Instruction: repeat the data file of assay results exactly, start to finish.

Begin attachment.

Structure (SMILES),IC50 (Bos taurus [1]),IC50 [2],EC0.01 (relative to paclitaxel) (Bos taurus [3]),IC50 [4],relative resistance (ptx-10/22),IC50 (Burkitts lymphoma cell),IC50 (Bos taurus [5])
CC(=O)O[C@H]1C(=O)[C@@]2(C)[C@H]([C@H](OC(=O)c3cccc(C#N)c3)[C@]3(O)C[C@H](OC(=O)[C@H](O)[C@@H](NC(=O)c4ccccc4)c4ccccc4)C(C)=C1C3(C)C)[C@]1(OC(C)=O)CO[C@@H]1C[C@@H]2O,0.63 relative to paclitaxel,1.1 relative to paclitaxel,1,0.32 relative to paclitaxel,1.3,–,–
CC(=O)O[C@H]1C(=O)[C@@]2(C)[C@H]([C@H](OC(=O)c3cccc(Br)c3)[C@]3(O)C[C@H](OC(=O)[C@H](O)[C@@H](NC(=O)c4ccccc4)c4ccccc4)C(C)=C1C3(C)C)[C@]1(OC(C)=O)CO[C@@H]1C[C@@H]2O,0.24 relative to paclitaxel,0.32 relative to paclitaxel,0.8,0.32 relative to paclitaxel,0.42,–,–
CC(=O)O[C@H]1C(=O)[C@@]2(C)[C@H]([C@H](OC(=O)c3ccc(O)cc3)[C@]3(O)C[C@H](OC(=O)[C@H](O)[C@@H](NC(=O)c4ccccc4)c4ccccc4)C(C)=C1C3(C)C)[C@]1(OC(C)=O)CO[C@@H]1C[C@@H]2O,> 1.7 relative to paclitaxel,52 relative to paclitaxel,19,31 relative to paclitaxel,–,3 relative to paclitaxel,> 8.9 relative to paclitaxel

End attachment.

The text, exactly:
Structure (SMILES),IC50 (Bos taurus [1]),IC50 [2],EC0.01 (relative to paclitaxel) (Bos taurus [3]),IC50 [4],relative resistance (ptx-10/22),IC50 (Burkitts lymphoma cell),IC50 (Bos taurus [5])
CC(=O)O[C@H]1C(=O)[C@@]2(C)[C@H]([C@H](OC(=O)c3cccc(C#N)c3)[C@]3(O)C[C@H](OC(=O)[C@H](O)[C@@H](NC(=O)c4ccccc4)c4ccccc4)C(C)=C1C3(C)C)[C@]1(OC(C)=O)CO[C@@H]1C[C@@H]2O,0.63 relative to paclitaxel,1.1 relative to paclitaxel,1,0.32 relative to paclitaxel,1.3,–,–
CC(=O)O[C@H]1C(=O)[C@@]2(C)[C@H]([C@H](OC(=O)c3cccc(Br)c3)[C@]3(O)C[C@H](OC(=O)[C@H](O)[C@@H](NC(=O)c4ccccc4)c4ccccc4)C(C)=C1C3(C)C)[C@]1(OC(C)=O)CO[C@@H]1C[C@@H]2O,0.24 relative to paclitaxel,0.32 relative to paclitaxel,0.8,0.32 relative to paclitaxel,0.42,–,–
CC(=O)O[C@H]1C(=O)[C@@]2(C)[C@H]([C@H](OC(=O)c3ccc(O)cc3)[C@]3(O)C[C@H](OC(=O)[C@H](O)[C@@H](NC(=O)c4ccccc4)c4ccccc4)C(C)=C1C3(C)C)[C@]1(OC(C)=O)CO[C@@H]1C[C@@H]2O,> 1.7 relative to paclitaxel,52 relative to paclitaxel,19,31 relative to paclitaxel,–,3 relative to paclitaxel,> 8.9 relative to paclitaxel